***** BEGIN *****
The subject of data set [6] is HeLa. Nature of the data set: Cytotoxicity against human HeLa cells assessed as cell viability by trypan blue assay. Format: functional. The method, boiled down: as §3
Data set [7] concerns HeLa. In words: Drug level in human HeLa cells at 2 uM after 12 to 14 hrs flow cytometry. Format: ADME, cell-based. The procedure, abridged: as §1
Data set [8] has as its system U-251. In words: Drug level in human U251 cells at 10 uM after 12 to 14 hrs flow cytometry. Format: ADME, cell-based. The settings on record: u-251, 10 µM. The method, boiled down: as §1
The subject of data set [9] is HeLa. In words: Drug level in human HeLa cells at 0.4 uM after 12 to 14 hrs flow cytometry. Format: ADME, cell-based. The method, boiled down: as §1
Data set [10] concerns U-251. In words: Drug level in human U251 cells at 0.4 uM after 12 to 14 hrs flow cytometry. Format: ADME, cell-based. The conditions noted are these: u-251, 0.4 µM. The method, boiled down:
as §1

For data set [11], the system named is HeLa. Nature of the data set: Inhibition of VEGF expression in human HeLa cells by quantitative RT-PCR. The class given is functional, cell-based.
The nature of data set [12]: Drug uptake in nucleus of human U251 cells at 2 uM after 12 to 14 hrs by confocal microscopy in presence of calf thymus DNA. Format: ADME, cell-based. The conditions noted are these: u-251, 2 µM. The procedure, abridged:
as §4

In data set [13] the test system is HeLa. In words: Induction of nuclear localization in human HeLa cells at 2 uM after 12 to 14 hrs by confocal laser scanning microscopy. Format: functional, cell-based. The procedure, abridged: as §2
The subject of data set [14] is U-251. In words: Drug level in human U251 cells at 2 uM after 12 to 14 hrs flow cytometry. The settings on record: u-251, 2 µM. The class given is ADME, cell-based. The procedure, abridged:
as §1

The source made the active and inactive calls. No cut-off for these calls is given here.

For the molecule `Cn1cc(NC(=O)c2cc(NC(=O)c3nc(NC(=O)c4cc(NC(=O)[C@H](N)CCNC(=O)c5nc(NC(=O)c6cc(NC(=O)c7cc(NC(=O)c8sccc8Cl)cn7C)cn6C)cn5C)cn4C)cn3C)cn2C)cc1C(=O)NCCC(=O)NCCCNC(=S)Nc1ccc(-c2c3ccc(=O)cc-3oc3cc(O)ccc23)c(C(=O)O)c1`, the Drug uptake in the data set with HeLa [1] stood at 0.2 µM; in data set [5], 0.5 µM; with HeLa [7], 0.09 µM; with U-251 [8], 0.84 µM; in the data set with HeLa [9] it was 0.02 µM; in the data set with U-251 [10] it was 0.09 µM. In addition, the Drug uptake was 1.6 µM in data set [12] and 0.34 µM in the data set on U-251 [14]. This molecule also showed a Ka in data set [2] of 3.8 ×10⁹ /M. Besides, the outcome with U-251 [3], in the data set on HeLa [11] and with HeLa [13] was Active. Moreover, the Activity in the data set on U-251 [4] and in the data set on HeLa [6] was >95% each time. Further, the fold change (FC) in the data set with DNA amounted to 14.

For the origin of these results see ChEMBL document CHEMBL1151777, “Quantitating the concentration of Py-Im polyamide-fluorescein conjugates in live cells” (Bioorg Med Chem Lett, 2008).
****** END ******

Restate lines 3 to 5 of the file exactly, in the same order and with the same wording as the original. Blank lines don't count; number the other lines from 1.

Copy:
Data set [8] has as its system U-251. In words: Drug level in human U251 cells at 10 uM after 12 to 14 hrs flow cytometry. Format: ADME, cell-based. The settings on record: u-251, 10 µM. The method, boiled down: as §1
The subject of data set [9] is HeLa. In words: Drug level in human HeLa cells at 0.4 uM after 12 to 14 hrs flow cytometry. Format: ADME, cell-based. The method, boiled down: as §1
Data set [10] concerns U-251. In words: Drug level in human U251 cells at 0.4 uM after 12 to 14 hrs flow cytometry. Format: ADME, cell-based. The conditions noted are these: u-251, 0.4 µM. The method, boiled down: